In a recent paper in Nature Reviews Cancer, Maley et al set out to define a consensus framework for classifying neoplasms. The paper’s premise is that such a theoretical framework is a necessary first step for developing new quantitative approaches. I disagree. I argue that the paper highlights the limited practical relevance of a purely intellectual exercise. Solid classification frameworks of clinical relevance need more detail and need to be grounded on applicability to real data in clinical practice.
For those of you in hurry, let me sum up what my claims are:
- This is a very good review of the field. Its particular strength is combining cancer evolution with the tissue microenvironment. You should definitely read it.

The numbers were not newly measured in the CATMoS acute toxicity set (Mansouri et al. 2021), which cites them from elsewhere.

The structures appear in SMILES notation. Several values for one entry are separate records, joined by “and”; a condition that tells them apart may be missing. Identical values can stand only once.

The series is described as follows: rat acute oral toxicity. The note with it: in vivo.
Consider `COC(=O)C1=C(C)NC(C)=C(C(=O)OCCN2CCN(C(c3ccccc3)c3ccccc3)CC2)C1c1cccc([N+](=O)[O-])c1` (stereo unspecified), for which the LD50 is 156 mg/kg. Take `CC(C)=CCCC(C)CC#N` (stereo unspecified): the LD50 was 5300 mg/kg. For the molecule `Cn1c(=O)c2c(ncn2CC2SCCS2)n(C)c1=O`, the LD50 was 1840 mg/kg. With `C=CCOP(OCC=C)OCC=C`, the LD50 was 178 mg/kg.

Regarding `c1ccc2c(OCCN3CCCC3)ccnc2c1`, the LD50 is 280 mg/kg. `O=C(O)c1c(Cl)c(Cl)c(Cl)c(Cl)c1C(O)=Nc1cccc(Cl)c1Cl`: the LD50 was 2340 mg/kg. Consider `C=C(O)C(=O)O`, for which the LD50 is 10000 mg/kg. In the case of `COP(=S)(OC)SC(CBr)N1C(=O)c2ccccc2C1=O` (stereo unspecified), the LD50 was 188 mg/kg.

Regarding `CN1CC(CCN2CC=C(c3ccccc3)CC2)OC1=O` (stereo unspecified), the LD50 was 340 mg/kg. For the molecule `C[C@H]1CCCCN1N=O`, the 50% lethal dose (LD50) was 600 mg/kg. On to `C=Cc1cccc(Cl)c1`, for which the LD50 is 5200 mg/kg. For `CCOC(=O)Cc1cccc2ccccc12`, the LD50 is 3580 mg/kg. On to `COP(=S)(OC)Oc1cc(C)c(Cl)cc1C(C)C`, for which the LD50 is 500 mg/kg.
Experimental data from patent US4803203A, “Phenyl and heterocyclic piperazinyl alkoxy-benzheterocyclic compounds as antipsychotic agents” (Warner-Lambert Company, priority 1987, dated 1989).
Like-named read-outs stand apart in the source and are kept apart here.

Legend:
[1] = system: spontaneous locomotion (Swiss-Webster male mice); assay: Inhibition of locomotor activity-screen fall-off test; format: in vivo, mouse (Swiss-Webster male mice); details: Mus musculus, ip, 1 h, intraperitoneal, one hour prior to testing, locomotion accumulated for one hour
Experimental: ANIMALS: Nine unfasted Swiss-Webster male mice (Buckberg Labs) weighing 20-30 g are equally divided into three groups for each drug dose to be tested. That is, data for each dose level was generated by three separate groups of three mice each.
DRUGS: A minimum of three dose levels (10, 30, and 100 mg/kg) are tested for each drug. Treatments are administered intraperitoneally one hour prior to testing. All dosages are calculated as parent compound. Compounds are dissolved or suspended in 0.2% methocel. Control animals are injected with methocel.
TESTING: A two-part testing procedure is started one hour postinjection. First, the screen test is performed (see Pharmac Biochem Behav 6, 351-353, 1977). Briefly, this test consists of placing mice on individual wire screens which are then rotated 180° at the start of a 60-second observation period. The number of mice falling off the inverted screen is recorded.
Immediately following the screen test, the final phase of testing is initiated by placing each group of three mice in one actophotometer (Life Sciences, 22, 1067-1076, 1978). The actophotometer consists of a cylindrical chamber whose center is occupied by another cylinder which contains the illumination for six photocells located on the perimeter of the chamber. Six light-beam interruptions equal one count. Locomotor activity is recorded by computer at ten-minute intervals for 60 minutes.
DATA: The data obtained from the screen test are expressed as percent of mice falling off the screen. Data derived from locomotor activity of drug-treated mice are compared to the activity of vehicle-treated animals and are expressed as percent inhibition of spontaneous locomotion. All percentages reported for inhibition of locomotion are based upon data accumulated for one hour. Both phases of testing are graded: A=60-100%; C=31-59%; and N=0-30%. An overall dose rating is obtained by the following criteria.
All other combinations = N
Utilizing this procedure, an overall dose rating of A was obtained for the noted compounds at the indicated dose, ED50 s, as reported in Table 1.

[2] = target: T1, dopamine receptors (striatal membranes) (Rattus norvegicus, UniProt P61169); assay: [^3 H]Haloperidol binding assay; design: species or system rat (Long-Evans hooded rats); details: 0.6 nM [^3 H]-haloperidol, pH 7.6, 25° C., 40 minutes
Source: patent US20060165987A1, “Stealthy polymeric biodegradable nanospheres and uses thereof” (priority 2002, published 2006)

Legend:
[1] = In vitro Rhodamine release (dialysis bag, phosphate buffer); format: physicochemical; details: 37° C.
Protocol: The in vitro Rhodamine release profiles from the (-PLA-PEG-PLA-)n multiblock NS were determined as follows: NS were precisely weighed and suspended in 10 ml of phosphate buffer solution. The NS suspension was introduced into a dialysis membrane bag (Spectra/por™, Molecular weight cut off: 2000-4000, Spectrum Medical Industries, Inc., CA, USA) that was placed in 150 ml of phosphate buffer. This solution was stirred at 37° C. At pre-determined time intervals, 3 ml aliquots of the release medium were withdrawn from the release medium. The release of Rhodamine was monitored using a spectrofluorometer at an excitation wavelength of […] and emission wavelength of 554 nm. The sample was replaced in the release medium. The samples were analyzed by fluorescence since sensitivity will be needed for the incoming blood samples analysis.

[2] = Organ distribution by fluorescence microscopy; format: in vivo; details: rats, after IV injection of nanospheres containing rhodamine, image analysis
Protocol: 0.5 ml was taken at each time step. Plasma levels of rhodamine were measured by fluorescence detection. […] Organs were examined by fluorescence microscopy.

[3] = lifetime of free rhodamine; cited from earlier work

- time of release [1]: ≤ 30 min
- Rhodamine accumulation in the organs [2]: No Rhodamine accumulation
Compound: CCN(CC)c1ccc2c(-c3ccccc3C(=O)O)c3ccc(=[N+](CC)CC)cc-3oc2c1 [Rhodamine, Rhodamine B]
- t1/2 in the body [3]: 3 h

- However, the review poses as something it is not: a classification scheme of clinical relevance.
- The proposed classification scheme fails because (a) there is no practical way how to classify patients with it, and (b) evidence of clinical impact is circumstantial and anecdotal.
- The authors recognise all these problems, but dismiss them as areas of future research, rather than testing prototypes of their scheme on real data.
- Methodological and measurement innovations happen as we speak – no one needed this framework to kick start innovation.
- Consensus on specific approaches will be much harder, much more interesting and much more useful, than consensus on lofty ideas.